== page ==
Woody biomass includes stems, small branches, treetops, needles, leaves, and sometimes the roots of trees and shrubs. These materials are byproducts of forest management activities such as thinning, but they can also be a valuable source of bioenergy.
Five U.S. Forest Service Southern Research Station (SRS) scientists – John Stanturf, Emile Gardiner, Leslie Groom, Dana Mitchell and James Perdue – recently contributed to four review articles that were part of a special issue of the journal BioEnergy Research. SRS researchers collaborated on the journal articles with scientists and engineers from a number of universities and other agencies, including the Forest Service Northern Research Station, Pacific Northwest Research Station, and Forest Products Laboratory, as well as the USDA Agricultural Research Service and Natural Resources Conservation Service.
The articles cover all aspects of the bioenergy supply chain – from cultivation in fields or forests, to harvest, to conversion into a final product. Since 2009, Forest Service scientists and engineers have contributed to more than 60 peer-reviewed journal articles about forest operations – a branch of industrial engineering that includes designing, implementing, or improving technologies in the forest sector – and logistics, which includes the harvest, handling, processing, transportation, and storage of woody biomass.
“In practice, operations and logistics blend science, engineering, and management functions to efficiently and effectively meet the needs of customers and society,” says Mitchell, a coauthor of one of the papers. “Forests provide products like biomass, and also help clean the water and air, offer food and shelter to wildlife, and provide opportunities for recreation and other benefits.”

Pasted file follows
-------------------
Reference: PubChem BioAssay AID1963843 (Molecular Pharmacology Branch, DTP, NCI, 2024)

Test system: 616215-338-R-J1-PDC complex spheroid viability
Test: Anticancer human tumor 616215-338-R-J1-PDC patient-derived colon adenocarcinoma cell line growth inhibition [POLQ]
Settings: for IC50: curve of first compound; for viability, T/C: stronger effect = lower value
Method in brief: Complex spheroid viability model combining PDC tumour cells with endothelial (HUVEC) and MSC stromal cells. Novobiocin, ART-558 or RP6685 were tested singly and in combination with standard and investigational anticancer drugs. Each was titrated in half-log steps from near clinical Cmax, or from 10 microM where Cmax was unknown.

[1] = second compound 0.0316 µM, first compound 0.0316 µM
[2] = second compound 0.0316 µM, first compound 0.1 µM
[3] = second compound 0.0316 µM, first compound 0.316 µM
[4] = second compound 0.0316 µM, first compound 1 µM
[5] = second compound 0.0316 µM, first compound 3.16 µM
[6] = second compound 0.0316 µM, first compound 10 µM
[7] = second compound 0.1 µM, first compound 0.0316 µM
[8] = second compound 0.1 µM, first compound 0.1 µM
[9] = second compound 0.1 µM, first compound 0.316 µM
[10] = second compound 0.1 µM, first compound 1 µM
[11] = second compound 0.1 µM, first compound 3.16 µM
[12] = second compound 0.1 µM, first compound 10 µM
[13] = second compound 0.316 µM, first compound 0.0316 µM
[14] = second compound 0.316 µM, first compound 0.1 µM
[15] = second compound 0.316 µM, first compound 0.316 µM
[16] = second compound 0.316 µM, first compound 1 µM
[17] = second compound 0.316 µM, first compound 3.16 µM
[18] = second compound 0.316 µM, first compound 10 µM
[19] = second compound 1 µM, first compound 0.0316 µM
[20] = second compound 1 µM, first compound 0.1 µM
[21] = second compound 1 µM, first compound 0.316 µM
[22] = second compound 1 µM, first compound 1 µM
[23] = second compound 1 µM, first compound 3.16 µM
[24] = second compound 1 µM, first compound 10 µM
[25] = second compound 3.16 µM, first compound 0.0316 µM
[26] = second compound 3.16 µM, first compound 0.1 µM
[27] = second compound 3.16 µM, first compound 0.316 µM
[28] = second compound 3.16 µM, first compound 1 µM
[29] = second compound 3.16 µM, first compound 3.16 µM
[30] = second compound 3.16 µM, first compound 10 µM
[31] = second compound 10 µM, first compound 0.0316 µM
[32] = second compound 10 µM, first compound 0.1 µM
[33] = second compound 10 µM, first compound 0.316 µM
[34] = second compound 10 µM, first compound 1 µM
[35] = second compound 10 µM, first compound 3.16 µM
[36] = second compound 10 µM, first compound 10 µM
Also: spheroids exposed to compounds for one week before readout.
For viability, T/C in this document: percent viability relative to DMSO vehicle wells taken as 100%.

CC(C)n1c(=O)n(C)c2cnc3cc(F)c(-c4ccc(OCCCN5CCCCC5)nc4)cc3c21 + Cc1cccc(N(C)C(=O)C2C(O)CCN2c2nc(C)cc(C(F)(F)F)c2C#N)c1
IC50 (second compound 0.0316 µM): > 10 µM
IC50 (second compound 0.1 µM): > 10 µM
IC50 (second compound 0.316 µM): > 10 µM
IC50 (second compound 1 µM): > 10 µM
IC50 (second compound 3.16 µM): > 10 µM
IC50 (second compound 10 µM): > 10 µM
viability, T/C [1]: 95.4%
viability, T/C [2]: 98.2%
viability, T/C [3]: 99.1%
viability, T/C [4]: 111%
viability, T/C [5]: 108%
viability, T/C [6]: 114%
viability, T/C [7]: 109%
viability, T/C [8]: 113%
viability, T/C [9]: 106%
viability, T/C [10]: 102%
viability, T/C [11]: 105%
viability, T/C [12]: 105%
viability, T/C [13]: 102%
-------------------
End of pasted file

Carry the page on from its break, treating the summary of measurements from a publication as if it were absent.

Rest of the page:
In addition, some tree species, or genotypes within a species, have extra abilities and can help remove chloride, selenium, heavy metals, and other pollutants from former landfill sites, old mine tailings, and other contaminated areas. The process is called phytoremediation, and poplars, willows, and their hybrids are especially effective. These species are also used across the globe to generate bioenergy, and are promising candidates for U.S. bioenergy operations.
Even when grown as bioenergy crops, trees provide valuable ecosystem services. Fast-growing trees such as eucalyptus, pine, and poplar can be grown in plantations and harvested after less than 20 years. “These short-rotation woody crops could be an integral component of regional and national energy portfolios,” says Stanturf, a coauthor of one of the papers. “While they’re growing, they can store carbon, clean the air and water, and improve the soil.”
The renewed interest in biofuels provides an opportunity to use small-diameter trees, which grow thickly in many forests and can represent a fire hazard. In some forests, harvesting small trees to create biofuels will support forest restoration and fire prevention. Currently, forest management contracts to mitigate fire risk cost the Forest Service – and by default, the taxpayer – $500 to $1500 per acre.
Although the ultimate goal is that woody biomass removal is valuable enough to pay for itself, partial success will still extend the fire-risk mitigation budget and allow for more acres to receive need treatments. Forest Service scientists continue to develop new strategies for providing the country with sustainable and cost-effective strategies for growing, harvesting, and using forest biomass.
For more information, email John Stanturf firstname.lastname@example.org.